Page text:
It’s one thing to say employee engagement is critical to an organization’s success but another to actually measure and improve it. Much like the adage about a tree falling in the woods, how can a company know if its employee engagement strategy is working if it can’t accurately measure the results?
To give HR professionals and leadership deeper insights on measuring employee engagement, we’re going to discuss all of the relevant factors, including:
The definition of employee engagement
What makes it difficult to measure
Using engagement drivers and defined goals
Ways to measure employee engagement
Best practices & common mistakes when measuring employee engagement
What to do after you’ve measured engagement
Whether your company is new to employee engagement or trying to retool an existing engagement strategy, our thoughts on measuring engagement levels will help you track your progress toward reaching your goals and vision. As you’ll see, greater productivity, lower turnover rates, and an improved culture aren’t as far away as you might think.
Employee engagement is about commitment and a shared vision. It’s the connection your employees feel towards their work, co-workers, and your organization. When employees are highly engaged, they feel motivated to succeed, recognizing that their efforts are an important piece to the overall puzzle. Conversely, low engagement levels correlate with poorer productivity, an unsatisfying employee experience, and unfulfilling culture.
Just how essential is employee engagement to an organization? Research indicates that companies with highly engaged employees have 36% greater retention rates and outperform their competition by 147%. Suffice it to say, employee engagement can be a significant competitive edge for companies that know how to harness and measure its power.
Qualitative data points like employee engagement levels are naturally difficult – but in no way impossible – to accurately measure. Since engagement largely depends on extremely nuanced factors like emotion, transforming that information into actionable data can be both time consuming and inaccurate, at least when relying on traditional manual methods.
Further, an effective engagement strategy will typically have quite a few moving parts, and, to paraphrase another old saying, your strategy is only as strong as its weakest link. If any of the following steps fail, then the strategy will yield inaccurate results:
Design concise, insightful survey questions
Distribute the surveys within the flow of work for maximum participation
Collect and analyze the feedback
Create action plans based on the feedback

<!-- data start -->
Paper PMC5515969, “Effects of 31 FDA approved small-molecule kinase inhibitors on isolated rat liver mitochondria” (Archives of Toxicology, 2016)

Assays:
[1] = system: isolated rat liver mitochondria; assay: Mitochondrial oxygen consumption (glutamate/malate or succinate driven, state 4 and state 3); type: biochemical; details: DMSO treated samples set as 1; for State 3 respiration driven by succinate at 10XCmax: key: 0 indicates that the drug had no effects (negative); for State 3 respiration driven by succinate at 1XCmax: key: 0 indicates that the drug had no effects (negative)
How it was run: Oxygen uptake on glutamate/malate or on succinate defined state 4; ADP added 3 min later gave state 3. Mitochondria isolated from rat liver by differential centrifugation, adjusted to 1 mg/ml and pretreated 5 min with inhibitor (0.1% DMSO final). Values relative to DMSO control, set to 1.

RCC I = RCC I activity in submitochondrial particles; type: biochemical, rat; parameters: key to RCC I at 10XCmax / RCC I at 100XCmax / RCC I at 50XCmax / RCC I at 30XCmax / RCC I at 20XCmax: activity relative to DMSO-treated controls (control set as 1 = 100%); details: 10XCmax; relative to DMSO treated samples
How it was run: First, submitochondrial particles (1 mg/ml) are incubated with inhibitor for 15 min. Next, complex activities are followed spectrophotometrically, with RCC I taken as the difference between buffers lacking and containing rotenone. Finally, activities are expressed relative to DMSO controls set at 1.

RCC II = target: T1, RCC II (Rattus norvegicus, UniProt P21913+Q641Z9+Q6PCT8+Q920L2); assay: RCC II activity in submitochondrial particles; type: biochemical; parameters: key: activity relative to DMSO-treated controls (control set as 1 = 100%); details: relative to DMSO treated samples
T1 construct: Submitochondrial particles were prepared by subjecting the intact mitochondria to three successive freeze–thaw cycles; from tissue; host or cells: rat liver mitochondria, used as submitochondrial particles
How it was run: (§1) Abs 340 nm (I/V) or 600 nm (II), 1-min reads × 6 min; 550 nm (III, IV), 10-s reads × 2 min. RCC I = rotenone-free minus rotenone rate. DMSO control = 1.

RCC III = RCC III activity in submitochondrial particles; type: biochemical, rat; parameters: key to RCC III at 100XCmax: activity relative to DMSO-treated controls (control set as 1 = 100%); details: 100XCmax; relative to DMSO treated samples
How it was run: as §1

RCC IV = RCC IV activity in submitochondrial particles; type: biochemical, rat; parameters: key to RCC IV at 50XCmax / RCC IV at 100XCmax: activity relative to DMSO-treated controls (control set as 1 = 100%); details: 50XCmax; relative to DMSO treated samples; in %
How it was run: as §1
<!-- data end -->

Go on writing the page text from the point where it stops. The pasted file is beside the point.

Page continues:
Implement action plans
Any misstep along the way can skew the survey results and give misleading information to your decision-makers. That’s why it’s so important for companies to take an organized, informed, and calculated approach to employee engagement, using tools that allow them to automate the process.
Without the benefit of properly implemented technology and processes to propel the strategy forward, the logistics alone are enough to either severely hamper or downright destroy even the best of intentions. This is particularly true for good-sized organizations that generate massive amounts of feedback data that changes with every survey.
We don’t mean to imply that measuring engagement is so challenging that it’s hardly worth the effort. In fact, choosing the right engagement platform, educating your employees on the importance of feedback and engagement, and using the right engagement tools all go a long way in creating an overall strategy that yields in-depth, timely, and accurate results. Providing employees with a forum to voice their opinions and concerns, listening to that voice, and taking action on their input are all integral parts of an effective engagement strategy.
To that point, an engagement survey is just one of the different tools available to measure engagement levels, albeit an essential one. Therefore, much – but not all – of your engagement strategy’s success depends on precise, insightful questions that allow you to identify and explore issues and trends within your organization. When using a, engagement survey, the first step in effectively measuring engagement levels is to ensure that your feedback stems from the right set of questions to begin with. Otherwise, you’re not even measuring the correct data points.
That’s why we developed our Employee Engagement Framework & Survey Templates, to give companies survey questions rooted in cutting-edge research from industry leaders. Whether you use our templates or create your own questions, however, basing your surveys on these 13 different engagement drivers we’ve identified as critical to improving engagement levels, will help ensure your feedback is insightful and comprehensive.